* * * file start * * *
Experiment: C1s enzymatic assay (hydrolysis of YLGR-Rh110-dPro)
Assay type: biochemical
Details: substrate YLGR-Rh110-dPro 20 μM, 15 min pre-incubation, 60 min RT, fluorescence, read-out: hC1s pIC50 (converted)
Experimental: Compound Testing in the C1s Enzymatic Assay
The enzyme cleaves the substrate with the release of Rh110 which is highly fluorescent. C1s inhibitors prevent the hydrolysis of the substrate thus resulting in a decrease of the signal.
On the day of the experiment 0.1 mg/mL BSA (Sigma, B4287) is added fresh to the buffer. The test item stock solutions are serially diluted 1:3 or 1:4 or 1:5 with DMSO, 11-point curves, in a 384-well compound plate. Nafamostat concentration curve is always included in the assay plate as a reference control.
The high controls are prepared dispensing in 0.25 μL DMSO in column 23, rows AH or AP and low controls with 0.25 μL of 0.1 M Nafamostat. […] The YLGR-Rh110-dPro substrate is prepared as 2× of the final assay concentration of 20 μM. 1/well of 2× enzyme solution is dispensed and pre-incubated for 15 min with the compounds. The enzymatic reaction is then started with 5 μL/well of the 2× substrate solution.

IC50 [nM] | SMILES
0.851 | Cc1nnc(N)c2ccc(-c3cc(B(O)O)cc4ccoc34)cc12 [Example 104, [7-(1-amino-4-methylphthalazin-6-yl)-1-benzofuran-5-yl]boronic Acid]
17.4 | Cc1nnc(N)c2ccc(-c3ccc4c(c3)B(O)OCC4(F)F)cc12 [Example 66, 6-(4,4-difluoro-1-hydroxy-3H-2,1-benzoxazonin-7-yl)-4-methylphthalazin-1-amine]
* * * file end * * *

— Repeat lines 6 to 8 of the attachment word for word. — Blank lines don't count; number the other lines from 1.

On the day of the experiment 0.1 mg/mL BSA (Sigma, B4287) is added fresh to the buffer. The test item stock solutions are serially diluted 1:3 or 1:4 or 1:5 with DMSO, 11-point curves, in a 384-well compound plate. Nafamostat concentration curve is always included in the assay plate as a reference control.
The high controls are prepared dispensing in 0.25 μL DMSO in column 23, rows AH or AP and low controls with 0.25 μL of 0.1 M Nafamostat. […] The YLGR-Rh110-dPro substrate is prepared as 2× of the final assay concentration of 20 μM. 1/well of 2× enzyme solution is dispensed and pre-incubated for 15 min with the compounds. The enzymatic reaction is then started with 5 μL/well of the 2× substrate solution.

IC50 [nM] | SMILES